AI-powered route optimization is transforming logistics
Fleets seeking greater efficiency, cost-effectiveness and sustainability can benefit from the use of AI and machine learning in their tour planning.
Artificial intelligence, or AI, has become the most hyped technology of the year, but for many fleet managers, it is nothing new.
“In an industry that's fairly conservative, this was a topic of discussion back in the late 2010s," HERE Product Marketing Manager Alex Osaki told HERE360.
“Well before the rise of GPT (generative pre-trained transformers) and LLMs (large language models), the logistics industry was talking about how to use AI and machine learning to improve asset utilization and forecasting, and to improve route optimization by understanding where our assets should be, which vehicles we need to have available and how many drivers we need to hire in advance."
However, many organizations still rely on spreadsheets and manual route calculations, constrained by what they can afford to invest in. With more and more data available, they could be missing a trick.
“The more information you have, the more accurate your route predictions can be. And the more information you have, the more you can optimize those routes," Osaki said. “It's one of the obvious cases where you have a lot of data that is very easily anonymized and grouped in a rigid and formulaic way. It really is one of the best-case scenarios where AI can generate useful results."
What is route optimization, and what are the benefits?
Route optimization can be understood as working in two ways. The first is figuring out the quickest and most efficient way to get from A to B, considering all the factors that can affect this. A truck route calculation needs more information than a car, since there will be roads they are not allowed to go on and other constraints such as bridge heights.
Then there is the optimization of fleet operations generally. This can include considerations such as making the right drivers available at the right time, how to load vehicles to make the best use of space, reducing time spent idling and even the best type of vehicle to use for certain routes.
“This has become more important as there's been more pressure on the trucking industry, from a regulatory perspective and a driver shortage and cost perspective," Osaki said.
Fleets are increasingly looking at the way the fleet behaves operationally overall rather than just individual routes from A to B. Machine learning, he said, can play a role both in optimizing routes and gaining these insights.
While delivery routes can be predictable, with many fleets regularly making the same journeys with similar loads, the amount of data needed to make a precise calculation is usually beyond the ability of a human to process. Factors such as time of day and year and how much volume the customer needs all go into these calculations. They can be better performed by machine learning algorithms.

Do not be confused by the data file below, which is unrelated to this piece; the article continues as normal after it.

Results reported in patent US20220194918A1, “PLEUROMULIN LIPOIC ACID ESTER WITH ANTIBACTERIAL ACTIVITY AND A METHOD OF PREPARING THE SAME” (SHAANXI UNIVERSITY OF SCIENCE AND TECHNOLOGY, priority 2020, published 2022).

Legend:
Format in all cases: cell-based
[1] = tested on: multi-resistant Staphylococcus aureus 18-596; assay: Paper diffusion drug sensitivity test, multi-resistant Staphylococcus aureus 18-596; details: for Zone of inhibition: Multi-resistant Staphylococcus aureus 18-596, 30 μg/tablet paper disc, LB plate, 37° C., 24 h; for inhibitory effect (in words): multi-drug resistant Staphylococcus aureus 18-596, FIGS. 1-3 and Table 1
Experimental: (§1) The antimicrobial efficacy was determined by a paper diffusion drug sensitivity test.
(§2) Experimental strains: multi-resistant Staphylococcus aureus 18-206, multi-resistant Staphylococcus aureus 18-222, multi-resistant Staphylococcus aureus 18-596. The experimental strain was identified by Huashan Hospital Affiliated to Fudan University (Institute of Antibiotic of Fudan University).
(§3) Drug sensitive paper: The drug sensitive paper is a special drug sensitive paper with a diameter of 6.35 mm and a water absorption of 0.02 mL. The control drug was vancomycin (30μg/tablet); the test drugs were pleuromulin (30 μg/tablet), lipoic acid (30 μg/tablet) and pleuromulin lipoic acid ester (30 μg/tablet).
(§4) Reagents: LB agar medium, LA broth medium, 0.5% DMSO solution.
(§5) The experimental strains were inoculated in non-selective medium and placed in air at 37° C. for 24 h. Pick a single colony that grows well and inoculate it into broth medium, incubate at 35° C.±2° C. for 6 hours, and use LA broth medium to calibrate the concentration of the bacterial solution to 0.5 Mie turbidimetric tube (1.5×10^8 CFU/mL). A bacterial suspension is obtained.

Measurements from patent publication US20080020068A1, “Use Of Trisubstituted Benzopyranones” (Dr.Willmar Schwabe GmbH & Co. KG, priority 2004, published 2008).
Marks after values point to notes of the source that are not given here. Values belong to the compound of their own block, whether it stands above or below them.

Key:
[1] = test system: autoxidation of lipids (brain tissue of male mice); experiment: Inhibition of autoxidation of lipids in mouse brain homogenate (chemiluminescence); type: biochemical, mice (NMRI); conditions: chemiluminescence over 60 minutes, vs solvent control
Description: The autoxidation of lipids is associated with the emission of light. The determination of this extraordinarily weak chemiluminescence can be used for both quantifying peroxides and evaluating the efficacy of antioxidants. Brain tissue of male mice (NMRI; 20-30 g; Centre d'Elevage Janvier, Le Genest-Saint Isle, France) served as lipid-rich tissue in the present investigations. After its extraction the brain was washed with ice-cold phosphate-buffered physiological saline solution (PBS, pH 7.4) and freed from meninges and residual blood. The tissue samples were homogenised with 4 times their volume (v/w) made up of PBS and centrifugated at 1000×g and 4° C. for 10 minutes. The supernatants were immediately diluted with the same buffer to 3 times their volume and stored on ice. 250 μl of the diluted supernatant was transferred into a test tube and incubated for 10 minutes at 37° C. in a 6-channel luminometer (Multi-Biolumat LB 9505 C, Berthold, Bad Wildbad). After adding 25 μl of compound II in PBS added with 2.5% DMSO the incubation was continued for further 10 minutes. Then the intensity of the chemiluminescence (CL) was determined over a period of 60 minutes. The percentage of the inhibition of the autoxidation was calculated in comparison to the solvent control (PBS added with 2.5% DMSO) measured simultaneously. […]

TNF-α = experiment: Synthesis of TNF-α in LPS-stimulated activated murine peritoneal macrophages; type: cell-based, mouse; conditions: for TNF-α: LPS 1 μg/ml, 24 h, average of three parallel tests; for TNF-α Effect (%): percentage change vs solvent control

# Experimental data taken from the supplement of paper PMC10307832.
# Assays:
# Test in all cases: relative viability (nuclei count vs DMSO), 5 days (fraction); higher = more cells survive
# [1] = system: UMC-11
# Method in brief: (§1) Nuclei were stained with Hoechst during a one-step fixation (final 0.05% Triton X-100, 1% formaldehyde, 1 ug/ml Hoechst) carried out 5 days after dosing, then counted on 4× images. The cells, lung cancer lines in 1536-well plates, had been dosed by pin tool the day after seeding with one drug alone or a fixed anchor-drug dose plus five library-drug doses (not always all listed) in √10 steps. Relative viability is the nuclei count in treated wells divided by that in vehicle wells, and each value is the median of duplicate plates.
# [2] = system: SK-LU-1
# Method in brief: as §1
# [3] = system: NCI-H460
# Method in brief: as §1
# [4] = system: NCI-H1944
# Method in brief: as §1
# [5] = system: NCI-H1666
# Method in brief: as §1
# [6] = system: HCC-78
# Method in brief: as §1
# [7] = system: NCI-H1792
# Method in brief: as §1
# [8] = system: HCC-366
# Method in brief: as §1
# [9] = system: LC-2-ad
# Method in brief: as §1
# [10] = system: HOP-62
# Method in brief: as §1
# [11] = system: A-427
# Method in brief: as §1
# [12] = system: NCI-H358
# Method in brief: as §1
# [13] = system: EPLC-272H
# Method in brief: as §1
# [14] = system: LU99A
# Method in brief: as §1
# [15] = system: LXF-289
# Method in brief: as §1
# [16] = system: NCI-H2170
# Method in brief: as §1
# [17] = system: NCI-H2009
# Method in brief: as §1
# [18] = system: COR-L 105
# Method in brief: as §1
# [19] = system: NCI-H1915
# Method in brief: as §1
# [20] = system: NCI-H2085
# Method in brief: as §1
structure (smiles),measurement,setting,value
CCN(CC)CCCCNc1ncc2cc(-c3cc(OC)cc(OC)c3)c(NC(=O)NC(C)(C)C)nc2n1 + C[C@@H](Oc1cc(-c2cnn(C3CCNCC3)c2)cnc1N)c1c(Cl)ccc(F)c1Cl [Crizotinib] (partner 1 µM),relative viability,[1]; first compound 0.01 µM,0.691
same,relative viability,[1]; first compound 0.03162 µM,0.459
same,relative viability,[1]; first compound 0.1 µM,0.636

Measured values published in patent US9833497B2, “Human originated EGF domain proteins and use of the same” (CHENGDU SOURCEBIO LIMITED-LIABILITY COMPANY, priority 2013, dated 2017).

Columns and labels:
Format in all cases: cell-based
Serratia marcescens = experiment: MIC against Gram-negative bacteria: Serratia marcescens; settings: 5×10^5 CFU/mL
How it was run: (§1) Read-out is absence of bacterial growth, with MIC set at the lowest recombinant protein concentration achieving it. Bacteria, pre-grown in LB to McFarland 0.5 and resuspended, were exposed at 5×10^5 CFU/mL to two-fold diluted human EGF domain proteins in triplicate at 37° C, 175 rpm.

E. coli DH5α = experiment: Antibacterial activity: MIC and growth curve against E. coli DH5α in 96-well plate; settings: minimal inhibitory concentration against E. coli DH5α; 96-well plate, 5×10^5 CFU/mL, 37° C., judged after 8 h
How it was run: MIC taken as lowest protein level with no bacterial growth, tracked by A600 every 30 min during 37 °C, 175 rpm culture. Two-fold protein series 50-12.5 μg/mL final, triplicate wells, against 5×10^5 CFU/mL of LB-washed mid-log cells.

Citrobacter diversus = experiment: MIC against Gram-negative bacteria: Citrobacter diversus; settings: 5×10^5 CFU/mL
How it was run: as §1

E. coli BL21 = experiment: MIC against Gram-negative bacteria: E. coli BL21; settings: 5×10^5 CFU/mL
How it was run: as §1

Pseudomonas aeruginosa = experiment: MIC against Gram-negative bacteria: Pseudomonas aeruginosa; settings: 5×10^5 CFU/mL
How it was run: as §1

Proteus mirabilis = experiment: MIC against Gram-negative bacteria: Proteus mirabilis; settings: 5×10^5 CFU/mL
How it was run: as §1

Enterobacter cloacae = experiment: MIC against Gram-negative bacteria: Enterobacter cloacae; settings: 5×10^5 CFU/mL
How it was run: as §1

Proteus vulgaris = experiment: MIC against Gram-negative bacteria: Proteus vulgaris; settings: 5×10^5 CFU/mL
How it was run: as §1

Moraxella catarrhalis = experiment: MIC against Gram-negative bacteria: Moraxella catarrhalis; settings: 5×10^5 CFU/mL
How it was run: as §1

AI can spot patterns and make much more accurate calculations based on variables you might not even have considered. It can help make the entire operation more efficient — and that ultimately means cost savings.
How is AI used in route optimization today?
So how are these calculations made? At HERE, anonymous probe data is used to look at generic traffic patterns. “A truck drives at different times of day, in different lanes, and it's going to be accelerating and decelerating in different patterns," Osaki explained.
Machine learning can then be used to generate ETAs that have “learned" those patterns over millions of routes, meaning that different vehicle types have more accurate, distinct ETAs that reflect their unique characteristics.
“The best thing is that all this happens organically, which is the advantage of machine learning," Osaki said. Machine learning is also used at HERE to keep maps up to date.
But while some companies have chosen to work directly with AI and machine learning, still others benefit from it without necessarily being aware. “It is already happening in the background," Osaki said. “Any company that is using our routing data is implicitly benefiting from the way that machine learning has helped us to produce more accurate and more efficient truck routes."
He added that digitization is still “fairly slow" in the transportation and logistics industry. “But there is still pressure to optimize and streamline operations. And to the extent that companies that are already handling large amounts of data, they can use machine learning to make their operations faster."
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